Drone Surveying vs Traditional Surveying

Drone Surveying vs Traditional Surveying

In-depth comparison between drone surveying and using traditional surveying techniques on your job site. Find out how drones can make your surveys more efficient, cost-effective, safer and drive decision-making and ROI.

Last updated: May 16, 2022

9 minute read


Let's get straight to it: Drones have revolutionised surveying - collecting accurate data quicker, easier and safer than traditional ground-based methods.

After all, why spend time manually obtaining data - traversing a potentially-dangerous job site in the process - when a drone can do it for you. 

But don't just take our word for it, because this streamlined and effective process is validated by surveying professionals around the world:  


  • Cost Savings: "Drones enable firms to create highly-accurate maps and point clouds, discover costly job-site mistakes, and predict schedule delays, saving up to tens of thousands of pounds per week,” - Richard Clement, Komatsu.
  • Time Savings: "Using drones, we’ve created a much more efficient process. We can literally take weeks out of the schedule, our projects are much higher quality than before, and they’re safer," - Jim Gorrie, CEO Brasfield & Gorrie. 
  • Streamlined Project Management: "Drone footage helps streamline project management. It only took my team a few days to complete site mapping with drones, accelerating project planning with more accurate site data," - Grant Hagen, VDC Manager, The Beck Group.
  • Improved Safety: "Drones significantly reduce the number of workplace hazards exposed to employees," -  Alexander Tubaltsev, Chief Miner, Ferrexpo Yeristovo Mining.


It's impressive stuff, highlighting, in a nutshell, how drones compare to traditional methods of surveying. 

In this article, we take a deep dive into the differences between manual, ground-based traditional surveys and automated, aerial drone mapping and find out why UAS has transformed data collection workflows on AEC industry job sites. 

Drone Surveying vs Traditional Surveying: Survey Speed

When it comes to speed, there's only one winner. To put it simply, drones are a far more efficient data capture tool. 

For instance, Alexander Tubaltsev, Chief Miner at Ferrexpo Yeristovo Mining, concludes that using drones to collect stockpile measurements is up to 90% faster than manual methods.

And this table below presents an indicative comparison between a ground-based survey and an aerial drone one. 


Traditional (Ground) Survey Drone Survey
Mobile To Site 1 day 1 day
Data Collection / Post-processing 1-2 weeks 1-2 days
Delivery of Data Sets 1-2 weeks
(includes PDF, CAD file, contour map)

1-2 days
(same as ground-based, but also orthomosaic and point cloud)

Total Time 2-3 weeks 1-4 days


The table shows there is a major difference in speed between drone surveying and traditional methods: We're talking days instead of weeks on large sites. And in some cases, on smaller sites, these efficiencies are accelerated, with one, sub 30-minute drone flight collecting the necessary data.   

As Craig Matthews, of Balfour Beatty, says: "Drones are a great time saver. Take one of our recycling compounds, for example. It would take a surveyor, using traditional handheld equipment, about a day to measure the stockpiles and process the data. But using the drone, we can fly over the compound in 15 minutes and process the model in about two hours."

There's several reasons why drones can collect data quicker.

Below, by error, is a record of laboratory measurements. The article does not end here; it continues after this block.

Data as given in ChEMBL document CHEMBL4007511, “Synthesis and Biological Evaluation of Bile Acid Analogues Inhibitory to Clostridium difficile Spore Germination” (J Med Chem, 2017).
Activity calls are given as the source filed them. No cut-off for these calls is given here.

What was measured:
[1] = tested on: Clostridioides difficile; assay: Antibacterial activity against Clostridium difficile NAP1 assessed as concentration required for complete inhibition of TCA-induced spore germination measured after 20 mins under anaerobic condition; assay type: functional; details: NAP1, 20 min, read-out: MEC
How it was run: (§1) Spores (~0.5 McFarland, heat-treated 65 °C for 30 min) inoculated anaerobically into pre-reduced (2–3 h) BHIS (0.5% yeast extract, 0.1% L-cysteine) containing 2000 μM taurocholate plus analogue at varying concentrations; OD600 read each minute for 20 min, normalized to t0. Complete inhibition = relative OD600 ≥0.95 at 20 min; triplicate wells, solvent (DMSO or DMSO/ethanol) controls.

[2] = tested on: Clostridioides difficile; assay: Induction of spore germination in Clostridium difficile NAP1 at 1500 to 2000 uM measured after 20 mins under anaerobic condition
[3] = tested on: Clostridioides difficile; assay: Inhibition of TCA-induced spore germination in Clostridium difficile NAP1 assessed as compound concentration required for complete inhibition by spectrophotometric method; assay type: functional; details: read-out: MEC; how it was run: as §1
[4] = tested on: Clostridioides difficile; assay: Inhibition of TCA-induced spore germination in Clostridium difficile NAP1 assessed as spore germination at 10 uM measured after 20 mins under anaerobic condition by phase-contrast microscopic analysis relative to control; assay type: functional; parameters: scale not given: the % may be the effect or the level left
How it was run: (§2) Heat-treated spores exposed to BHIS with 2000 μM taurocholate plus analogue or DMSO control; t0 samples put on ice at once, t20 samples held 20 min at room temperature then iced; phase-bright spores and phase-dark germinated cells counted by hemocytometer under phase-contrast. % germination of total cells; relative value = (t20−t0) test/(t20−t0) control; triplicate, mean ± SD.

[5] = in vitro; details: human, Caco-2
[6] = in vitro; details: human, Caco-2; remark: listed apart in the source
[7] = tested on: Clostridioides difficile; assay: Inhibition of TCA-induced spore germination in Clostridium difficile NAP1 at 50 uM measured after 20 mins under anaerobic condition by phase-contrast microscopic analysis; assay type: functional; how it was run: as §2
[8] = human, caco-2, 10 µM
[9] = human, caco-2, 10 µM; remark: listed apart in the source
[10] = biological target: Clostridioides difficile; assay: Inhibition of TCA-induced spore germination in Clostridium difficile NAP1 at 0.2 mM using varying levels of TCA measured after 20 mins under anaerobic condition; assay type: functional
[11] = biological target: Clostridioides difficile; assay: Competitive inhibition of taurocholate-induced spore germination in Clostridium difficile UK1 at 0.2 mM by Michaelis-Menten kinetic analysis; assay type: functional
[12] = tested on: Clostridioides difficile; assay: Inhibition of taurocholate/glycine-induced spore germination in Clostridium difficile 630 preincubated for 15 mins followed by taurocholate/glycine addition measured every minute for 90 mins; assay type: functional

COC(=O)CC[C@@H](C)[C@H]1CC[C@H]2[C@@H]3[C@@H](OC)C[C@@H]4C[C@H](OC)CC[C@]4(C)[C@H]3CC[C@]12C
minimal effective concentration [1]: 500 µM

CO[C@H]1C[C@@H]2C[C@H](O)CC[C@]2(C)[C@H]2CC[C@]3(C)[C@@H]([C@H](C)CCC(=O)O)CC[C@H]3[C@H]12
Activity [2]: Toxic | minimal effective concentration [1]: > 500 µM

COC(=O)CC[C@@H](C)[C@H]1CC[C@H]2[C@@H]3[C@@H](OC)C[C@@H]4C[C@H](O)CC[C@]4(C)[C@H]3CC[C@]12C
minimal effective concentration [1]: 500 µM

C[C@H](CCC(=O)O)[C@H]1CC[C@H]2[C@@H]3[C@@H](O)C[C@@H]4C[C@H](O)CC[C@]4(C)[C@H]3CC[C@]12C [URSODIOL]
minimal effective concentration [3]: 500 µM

Firstly, drones can cover larger areas in less time. For instance, the DJI M300 RTK drone and P1 photogrammetry camera combination can cover up to 7.5km² per day. That's huge! Imagine how long this distance would take to cover on foot.

Secondly, drone surveys do not require a team to walk a survey site with a total station and conduct manual measurements. Nor do they require a team to lay out huge numbers of ground control points. Understandably, both of these are time-consuming jobs.



Instead, a drone can collect these measurements autonomously, following a pre-set flight path which can be quickly set by the pilot by using the drone's corresponding flight app.



And the inclusion of RTK on DJI drones such as the Phantom 4 RTK and M300 RTK, ground teams do not need to lay out as many GCPs. In fact, the M300 RTK - with its dual-antenna RTK modules - makes a GCP-free surveying operation, possible. 

Drones Capture Your Entire Site

One of the biggest advantages of drones is that they can be used to collect site-wide data in just one flight, with all of information contained in a point cloud or orthomosaic photo.



Not only is it an efficient way of collecting vast quantities of data, but it also means that all the information is gathered in one go, instead of conducting a ground-based survey, only to find out that it needs to be redone because part of the site has been missed.

And even if you don't need part of the data set immediately, it can be stored in the cloud ready for when you do, without the need for additional field work.

These site-wide maps can provide a range of information, too.

For instance, this geo-referenced 2D orthomosaic showing SUEZ's recycling centre was captured during a single 15 minute flight with the Phantom 4 RTK. 



In just one image, the team can identify problems, track productivity, decide where to deploy machinery or build a new cell for landfill, and manage/monitor environmental areas.

And the resolution is so good, site managers can zoom into specific sections of the map to view the situation in more detail.



The resolution of your drone images depends on the quality of the drone's camera and the flight altitude. To find out more, read our in-depth guide to Ground Sample Distance.

As well as viewing the site in a top-down 2D format, site managers can use the data to build 3D models for a dynamic perspective of the job site and conduct valuable measurements and calculations. More of that later.

This sort of information is simply not available using traditional on-the-ground methods - and it can be subsequently shared with team members and stakeholders to improve collaboration and decision-making. 

Repeatable Data